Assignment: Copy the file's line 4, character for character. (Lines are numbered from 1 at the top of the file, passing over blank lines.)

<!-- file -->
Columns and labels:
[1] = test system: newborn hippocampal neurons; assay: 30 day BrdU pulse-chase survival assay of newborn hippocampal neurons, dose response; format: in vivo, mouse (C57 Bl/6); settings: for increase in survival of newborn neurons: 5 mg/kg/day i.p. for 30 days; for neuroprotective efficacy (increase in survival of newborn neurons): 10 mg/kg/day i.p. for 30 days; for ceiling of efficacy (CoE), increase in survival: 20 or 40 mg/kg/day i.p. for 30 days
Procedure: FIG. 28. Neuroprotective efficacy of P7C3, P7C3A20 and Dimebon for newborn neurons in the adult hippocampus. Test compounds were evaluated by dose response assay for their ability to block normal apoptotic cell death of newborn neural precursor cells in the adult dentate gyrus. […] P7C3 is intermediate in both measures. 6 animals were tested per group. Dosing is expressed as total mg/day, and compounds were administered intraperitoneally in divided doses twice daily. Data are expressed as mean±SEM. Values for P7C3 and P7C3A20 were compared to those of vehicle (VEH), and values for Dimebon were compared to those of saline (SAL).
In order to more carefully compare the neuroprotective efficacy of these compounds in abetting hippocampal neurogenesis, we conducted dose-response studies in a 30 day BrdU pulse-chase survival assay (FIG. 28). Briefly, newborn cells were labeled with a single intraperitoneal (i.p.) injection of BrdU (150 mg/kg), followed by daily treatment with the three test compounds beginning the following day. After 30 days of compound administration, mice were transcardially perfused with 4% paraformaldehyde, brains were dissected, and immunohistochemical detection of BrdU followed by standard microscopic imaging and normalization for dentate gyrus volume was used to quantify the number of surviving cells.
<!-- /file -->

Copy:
In order to more carefully compare the neuroprotective efficacy of these compounds in abetting hippocampal neurogenesis, we conducted dose-response studies in a 30 day BrdU pulse-chase survival assay (FIG. 28). Briefly, newborn cells were labeled with a single intraperitoneal (i.p.) injection of BrdU (150 mg/kg), followed by daily treatment with the three test compounds beginning the following day. After 30 days of compound administration, mice were transcardially perfused with 4% paraformaldehyde, brains were dissected, and immunohistochemical detection of BrdU followed by standard microscopic imaging and normalization for dentate gyrus volume was used to quantify the number of surviving cells.